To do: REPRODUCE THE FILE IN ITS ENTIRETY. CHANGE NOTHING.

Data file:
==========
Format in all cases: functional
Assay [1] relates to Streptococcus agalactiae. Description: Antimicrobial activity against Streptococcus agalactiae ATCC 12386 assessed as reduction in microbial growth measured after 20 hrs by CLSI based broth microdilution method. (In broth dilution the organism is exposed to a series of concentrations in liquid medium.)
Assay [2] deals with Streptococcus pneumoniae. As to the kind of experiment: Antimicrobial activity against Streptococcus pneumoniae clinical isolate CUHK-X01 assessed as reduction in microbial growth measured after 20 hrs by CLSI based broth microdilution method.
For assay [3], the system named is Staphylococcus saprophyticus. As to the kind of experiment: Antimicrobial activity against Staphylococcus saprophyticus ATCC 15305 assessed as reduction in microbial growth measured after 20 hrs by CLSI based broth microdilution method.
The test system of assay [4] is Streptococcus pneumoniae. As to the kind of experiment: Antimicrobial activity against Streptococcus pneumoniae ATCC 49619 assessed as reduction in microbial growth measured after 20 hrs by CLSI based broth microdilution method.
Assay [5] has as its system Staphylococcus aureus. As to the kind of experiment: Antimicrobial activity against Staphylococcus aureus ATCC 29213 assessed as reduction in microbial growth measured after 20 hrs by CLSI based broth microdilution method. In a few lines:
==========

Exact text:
Format in all cases: functional
Assay [1] relates to Streptococcus agalactiae. Description: Antimicrobial activity against Streptococcus agalactiae ATCC 12386 assessed as reduction in microbial growth measured after 20 hrs by CLSI based broth microdilution method. (In broth dilution the organism is exposed to a series of concentrations in liquid medium.)
Assay [2] deals with Streptococcus pneumoniae. As to the kind of experiment: Antimicrobial activity against Streptococcus pneumoniae clinical isolate CUHK-X01 assessed as reduction in microbial growth measured after 20 hrs by CLSI based broth microdilution method.
For assay [3], the system named is Staphylococcus saprophyticus. As to the kind of experiment: Antimicrobial activity against Staphylococcus saprophyticus ATCC 15305 assessed as reduction in microbial growth measured after 20 hrs by CLSI based broth microdilution method.
The test system of assay [4] is Streptococcus pneumoniae. As to the kind of experiment: Antimicrobial activity against Streptococcus pneumoniae ATCC 49619 assessed as reduction in microbial growth measured after 20 hrs by CLSI based broth microdilution method.
Assay [5] has as its system Staphylococcus aureus. As to the kind of experiment: Antimicrobial activity against Staphylococcus aureus ATCC 29213 assessed as reduction in microbial growth measured after 20 hrs by CLSI based broth microdilution method. In a few lines: